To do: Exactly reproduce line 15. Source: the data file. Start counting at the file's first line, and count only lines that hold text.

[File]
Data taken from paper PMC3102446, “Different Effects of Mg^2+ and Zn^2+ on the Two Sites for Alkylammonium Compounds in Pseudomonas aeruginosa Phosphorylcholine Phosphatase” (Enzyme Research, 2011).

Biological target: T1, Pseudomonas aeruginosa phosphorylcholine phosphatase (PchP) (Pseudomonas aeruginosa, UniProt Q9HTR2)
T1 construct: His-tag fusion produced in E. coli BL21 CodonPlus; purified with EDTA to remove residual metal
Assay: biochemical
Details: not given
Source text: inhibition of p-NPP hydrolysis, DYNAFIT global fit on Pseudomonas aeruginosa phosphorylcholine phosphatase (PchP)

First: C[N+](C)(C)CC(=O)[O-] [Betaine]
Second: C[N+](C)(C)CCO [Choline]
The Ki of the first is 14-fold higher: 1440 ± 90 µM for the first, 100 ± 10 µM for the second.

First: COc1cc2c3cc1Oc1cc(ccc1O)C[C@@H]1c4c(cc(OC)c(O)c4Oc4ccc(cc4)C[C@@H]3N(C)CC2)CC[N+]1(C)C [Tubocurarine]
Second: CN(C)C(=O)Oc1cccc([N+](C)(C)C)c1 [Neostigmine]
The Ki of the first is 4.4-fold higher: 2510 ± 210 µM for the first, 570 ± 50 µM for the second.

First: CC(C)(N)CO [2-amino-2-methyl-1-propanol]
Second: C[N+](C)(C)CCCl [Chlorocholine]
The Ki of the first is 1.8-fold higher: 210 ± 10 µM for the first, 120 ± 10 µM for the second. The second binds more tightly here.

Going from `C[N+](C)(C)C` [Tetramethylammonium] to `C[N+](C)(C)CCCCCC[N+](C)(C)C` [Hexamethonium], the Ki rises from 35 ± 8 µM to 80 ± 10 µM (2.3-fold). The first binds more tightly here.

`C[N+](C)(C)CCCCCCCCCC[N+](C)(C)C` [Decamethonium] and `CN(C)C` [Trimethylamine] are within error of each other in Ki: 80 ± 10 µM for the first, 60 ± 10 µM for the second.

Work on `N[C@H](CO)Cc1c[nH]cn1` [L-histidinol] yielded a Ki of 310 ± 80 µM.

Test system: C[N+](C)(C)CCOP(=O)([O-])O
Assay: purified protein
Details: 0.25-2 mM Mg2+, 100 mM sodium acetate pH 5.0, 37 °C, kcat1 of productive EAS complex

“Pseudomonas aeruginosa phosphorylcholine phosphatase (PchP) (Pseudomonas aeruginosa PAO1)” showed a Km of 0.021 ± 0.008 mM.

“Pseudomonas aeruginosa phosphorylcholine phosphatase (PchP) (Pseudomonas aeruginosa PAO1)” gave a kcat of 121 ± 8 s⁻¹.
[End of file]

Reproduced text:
The Ki of the first is 1.8-fold higher: 210 ± 10 µM for the first, 120 ± 10 µM for the second. The second binds more tightly here.